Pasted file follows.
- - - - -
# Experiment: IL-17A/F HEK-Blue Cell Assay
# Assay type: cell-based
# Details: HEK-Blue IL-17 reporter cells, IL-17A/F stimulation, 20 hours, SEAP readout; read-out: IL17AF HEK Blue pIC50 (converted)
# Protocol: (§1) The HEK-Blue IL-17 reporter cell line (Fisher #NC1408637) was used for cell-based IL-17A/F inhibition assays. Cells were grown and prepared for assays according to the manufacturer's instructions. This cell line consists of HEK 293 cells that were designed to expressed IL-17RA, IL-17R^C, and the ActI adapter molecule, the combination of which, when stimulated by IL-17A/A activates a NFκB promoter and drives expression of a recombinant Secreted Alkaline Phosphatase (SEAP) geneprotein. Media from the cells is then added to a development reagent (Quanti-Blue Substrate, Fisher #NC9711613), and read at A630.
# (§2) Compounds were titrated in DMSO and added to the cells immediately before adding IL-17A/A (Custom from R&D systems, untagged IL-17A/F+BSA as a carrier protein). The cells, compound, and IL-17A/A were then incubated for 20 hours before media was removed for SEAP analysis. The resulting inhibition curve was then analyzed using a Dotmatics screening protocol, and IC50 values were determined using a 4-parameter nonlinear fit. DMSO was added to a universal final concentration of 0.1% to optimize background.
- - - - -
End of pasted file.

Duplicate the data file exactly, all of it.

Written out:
# Experiment: IL-17A/F HEK-Blue Cell Assay
# Assay type: cell-based
# Details: HEK-Blue IL-17 reporter cells, IL-17A/F stimulation, 20 hours, SEAP readout; read-out: IL17AF HEK Blue pIC50 (converted)
# Protocol: (§1) The HEK-Blue IL-17 reporter cell line (Fisher #NC1408637) was used for cell-based IL-17A/F inhibition assays. Cells were grown and prepared for assays according to the manufacturer's instructions. This cell line consists of HEK 293 cells that were designed to expressed IL-17RA, IL-17R^C, and the ActI adapter molecule, the combination of which, when stimulated by IL-17A/A activates a NFκB promoter and drives expression of a recombinant Secreted Alkaline Phosphatase (SEAP) geneprotein. Media from the cells is then added to a development reagent (Quanti-Blue Substrate, Fisher #NC9711613), and read at A630.
# (§2) Compounds were titrated in DMSO and added to the cells immediately before adding IL-17A/A (Custom from R&D systems, untagged IL-17A/F+BSA as a carrier protein). The cells, compound, and IL-17A/A were then incubated for 20 hours before media was removed for SEAP analysis. The resulting inhibition curve was then analyzed using a Dotmatics screening protocol, and IC50 values were determined using a 4-parameter nonlinear fit. DMSO was added to a universal final concentration of 0.1% to optimize background.